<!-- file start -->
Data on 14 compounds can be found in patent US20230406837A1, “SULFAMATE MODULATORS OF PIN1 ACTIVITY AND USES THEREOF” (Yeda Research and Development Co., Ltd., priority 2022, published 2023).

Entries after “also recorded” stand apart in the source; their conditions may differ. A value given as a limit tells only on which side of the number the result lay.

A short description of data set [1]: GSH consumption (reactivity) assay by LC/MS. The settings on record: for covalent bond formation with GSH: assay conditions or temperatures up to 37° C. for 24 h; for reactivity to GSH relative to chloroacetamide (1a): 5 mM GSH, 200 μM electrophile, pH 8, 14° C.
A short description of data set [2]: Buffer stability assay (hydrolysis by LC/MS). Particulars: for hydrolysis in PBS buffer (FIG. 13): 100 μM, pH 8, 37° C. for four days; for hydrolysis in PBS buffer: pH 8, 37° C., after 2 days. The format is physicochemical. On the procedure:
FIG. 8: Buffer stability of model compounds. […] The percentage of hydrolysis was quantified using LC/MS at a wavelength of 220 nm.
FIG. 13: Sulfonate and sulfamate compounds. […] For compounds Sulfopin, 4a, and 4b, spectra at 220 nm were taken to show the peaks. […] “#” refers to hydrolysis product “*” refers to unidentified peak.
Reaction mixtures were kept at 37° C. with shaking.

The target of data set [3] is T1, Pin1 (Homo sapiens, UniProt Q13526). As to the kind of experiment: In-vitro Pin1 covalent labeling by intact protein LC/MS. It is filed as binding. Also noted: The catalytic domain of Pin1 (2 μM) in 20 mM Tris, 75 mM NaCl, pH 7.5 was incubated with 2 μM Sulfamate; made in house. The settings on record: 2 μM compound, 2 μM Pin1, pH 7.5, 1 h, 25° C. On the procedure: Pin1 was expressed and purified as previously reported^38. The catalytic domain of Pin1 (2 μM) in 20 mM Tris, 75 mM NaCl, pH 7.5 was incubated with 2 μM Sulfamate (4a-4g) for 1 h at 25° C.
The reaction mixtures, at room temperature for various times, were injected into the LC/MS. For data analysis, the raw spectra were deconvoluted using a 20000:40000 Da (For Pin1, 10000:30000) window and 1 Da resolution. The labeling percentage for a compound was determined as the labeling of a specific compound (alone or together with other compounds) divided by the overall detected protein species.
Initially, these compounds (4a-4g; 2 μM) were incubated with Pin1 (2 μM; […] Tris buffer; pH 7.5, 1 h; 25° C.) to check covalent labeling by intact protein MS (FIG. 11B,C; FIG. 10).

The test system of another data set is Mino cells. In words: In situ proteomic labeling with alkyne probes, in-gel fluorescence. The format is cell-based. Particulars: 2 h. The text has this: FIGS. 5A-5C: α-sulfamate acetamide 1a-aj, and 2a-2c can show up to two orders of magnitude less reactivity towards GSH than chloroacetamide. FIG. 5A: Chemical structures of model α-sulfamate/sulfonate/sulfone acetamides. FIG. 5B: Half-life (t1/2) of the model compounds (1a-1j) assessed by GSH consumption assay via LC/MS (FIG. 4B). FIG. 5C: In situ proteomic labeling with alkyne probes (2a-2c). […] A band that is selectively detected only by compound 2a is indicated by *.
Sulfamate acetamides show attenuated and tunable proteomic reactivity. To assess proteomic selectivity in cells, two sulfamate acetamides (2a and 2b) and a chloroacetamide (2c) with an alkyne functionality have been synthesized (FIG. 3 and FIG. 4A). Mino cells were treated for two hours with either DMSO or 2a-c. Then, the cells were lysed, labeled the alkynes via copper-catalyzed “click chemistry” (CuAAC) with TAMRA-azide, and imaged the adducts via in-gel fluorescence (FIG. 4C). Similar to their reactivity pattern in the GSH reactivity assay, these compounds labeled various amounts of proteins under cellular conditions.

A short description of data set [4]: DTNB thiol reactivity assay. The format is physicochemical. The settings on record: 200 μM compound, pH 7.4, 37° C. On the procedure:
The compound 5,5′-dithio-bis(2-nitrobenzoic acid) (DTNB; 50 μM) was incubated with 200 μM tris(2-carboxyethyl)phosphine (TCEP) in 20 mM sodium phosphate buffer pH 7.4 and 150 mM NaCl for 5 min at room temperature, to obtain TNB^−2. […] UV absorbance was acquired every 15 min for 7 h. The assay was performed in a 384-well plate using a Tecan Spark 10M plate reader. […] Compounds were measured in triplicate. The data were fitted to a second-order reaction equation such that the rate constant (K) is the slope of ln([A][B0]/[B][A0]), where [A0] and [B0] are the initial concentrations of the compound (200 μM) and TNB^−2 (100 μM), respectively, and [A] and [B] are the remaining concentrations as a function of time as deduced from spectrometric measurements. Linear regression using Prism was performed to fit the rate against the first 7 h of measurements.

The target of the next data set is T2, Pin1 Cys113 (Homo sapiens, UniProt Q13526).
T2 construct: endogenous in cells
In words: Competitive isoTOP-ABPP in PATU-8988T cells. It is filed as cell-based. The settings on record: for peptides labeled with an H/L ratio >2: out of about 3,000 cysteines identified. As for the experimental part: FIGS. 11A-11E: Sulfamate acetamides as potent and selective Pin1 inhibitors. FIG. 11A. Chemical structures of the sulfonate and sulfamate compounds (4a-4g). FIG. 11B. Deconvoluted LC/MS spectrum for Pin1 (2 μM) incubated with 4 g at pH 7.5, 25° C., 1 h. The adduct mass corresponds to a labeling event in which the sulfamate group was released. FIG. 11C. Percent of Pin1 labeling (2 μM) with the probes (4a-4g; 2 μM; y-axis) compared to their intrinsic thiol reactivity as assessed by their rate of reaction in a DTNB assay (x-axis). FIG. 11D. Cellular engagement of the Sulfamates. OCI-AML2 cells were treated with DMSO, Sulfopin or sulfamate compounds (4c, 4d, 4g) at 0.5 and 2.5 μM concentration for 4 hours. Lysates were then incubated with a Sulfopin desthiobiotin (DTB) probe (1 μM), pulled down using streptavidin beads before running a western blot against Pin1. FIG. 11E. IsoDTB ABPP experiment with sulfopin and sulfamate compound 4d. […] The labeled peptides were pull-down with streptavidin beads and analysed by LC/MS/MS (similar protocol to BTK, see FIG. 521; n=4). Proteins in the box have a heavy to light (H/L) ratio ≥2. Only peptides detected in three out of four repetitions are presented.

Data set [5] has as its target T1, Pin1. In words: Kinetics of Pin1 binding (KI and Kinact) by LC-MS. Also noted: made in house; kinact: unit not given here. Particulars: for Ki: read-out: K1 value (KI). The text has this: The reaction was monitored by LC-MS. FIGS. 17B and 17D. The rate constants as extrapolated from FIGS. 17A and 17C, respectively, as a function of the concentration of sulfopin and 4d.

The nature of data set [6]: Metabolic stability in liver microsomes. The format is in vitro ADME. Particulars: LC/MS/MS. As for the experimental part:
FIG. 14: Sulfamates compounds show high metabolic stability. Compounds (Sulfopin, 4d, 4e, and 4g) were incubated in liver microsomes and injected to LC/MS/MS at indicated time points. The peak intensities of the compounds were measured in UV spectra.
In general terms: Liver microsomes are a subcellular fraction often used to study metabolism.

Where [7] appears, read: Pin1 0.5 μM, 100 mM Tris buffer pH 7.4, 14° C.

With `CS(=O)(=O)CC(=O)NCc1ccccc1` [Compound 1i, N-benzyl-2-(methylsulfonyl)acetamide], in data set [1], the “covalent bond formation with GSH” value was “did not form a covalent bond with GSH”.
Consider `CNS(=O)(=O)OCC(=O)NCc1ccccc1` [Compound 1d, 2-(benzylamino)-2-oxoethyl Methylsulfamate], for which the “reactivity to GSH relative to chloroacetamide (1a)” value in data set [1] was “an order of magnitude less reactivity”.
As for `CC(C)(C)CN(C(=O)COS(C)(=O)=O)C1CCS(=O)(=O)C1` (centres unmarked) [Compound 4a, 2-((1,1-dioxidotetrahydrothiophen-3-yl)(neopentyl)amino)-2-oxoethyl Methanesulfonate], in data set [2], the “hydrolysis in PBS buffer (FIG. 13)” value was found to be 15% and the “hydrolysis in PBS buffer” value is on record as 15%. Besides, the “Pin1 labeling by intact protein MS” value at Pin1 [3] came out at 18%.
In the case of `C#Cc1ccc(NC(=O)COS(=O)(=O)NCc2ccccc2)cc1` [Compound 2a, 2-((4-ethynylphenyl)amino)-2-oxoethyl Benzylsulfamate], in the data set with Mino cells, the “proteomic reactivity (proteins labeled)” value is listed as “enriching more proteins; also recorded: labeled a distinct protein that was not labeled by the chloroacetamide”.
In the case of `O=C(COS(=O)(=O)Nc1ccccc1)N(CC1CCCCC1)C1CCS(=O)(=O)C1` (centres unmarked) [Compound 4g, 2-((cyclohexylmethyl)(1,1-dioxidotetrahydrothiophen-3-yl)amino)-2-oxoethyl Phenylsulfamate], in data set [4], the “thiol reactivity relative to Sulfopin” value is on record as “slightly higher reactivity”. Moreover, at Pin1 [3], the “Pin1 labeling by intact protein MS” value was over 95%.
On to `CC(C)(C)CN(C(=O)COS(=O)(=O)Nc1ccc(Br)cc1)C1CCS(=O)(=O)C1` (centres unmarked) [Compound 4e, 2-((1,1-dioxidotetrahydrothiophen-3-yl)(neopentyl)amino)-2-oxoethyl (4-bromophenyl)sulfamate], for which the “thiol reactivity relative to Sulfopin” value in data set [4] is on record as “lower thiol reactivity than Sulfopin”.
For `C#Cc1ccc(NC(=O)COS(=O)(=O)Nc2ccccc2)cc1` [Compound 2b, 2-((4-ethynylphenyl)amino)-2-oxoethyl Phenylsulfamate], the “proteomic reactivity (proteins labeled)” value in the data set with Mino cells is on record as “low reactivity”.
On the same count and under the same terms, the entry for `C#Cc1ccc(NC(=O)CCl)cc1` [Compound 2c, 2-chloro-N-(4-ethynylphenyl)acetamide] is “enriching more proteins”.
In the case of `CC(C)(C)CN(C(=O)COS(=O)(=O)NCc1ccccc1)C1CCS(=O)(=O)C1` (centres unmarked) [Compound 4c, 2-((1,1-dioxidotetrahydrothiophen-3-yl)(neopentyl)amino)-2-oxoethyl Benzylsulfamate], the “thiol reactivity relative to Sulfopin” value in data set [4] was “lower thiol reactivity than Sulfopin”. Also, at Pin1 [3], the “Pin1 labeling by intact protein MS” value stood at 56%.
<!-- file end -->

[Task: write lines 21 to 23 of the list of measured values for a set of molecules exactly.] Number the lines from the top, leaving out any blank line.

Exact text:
In general terms: Liver microsomes are a subcellular fraction often used to study metabolism.

Where [7] appears, read: Pin1 0.5 μM, 100 mM Tris buffer pH 7.4, 14° C.

With `CS(=O)(=O)CC(=O)NCc1ccccc1` [Compound 1i, N-benzyl-2-(methylsulfonyl)acetamide], in data set [1], the “covalent bond formation with GSH” value was “did not form a covalent bond with GSH”.